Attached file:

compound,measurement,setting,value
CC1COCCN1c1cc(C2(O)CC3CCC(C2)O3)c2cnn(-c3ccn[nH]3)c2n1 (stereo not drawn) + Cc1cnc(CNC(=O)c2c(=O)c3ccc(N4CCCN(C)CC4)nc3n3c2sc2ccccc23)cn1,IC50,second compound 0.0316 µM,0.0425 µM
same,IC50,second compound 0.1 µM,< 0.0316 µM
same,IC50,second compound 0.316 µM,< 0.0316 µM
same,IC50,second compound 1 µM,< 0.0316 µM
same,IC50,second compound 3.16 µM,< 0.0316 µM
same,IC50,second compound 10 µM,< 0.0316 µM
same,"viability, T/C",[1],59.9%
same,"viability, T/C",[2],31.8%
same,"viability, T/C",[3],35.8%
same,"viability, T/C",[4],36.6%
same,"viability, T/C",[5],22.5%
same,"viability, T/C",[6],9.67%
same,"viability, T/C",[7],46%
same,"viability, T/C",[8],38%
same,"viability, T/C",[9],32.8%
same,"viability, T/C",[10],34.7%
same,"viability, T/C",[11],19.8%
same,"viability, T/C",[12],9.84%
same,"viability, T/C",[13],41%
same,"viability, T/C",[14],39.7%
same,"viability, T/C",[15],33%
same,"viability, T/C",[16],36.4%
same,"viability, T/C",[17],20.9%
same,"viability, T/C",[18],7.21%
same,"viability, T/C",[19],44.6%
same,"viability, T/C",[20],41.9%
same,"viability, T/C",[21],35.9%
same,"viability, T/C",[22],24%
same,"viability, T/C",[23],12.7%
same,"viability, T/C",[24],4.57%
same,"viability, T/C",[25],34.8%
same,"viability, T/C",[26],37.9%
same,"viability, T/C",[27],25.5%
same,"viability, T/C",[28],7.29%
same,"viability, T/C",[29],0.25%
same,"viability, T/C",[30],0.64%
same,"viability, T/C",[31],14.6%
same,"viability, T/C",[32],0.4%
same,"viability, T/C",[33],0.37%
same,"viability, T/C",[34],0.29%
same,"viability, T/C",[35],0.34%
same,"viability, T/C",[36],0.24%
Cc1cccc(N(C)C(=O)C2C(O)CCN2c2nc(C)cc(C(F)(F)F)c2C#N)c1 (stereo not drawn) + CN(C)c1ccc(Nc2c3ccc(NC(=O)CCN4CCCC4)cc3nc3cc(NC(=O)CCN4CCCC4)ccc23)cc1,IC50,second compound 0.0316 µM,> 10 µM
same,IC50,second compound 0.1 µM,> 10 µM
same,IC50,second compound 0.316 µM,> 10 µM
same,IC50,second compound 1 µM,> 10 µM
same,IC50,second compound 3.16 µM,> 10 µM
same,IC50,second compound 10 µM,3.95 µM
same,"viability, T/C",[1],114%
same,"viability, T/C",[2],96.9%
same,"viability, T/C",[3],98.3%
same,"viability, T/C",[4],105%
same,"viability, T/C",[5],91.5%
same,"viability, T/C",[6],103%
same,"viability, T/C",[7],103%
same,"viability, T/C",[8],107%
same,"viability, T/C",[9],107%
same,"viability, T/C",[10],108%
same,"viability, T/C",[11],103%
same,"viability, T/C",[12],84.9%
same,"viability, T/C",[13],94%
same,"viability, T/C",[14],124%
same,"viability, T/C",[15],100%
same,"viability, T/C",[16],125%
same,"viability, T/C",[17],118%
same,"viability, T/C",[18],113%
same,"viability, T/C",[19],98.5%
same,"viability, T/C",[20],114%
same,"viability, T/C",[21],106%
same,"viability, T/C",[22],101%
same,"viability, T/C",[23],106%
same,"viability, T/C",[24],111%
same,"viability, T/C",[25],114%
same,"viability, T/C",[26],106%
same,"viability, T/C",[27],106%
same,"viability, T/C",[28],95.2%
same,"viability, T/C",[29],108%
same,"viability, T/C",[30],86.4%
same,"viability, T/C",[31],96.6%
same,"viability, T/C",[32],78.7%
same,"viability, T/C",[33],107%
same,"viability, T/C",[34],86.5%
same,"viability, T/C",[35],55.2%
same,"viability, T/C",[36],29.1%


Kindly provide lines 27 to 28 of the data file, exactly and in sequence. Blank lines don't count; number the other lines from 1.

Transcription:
same,"viability, T/C",[20],41.9%
same,"viability, T/C",[21],35.9%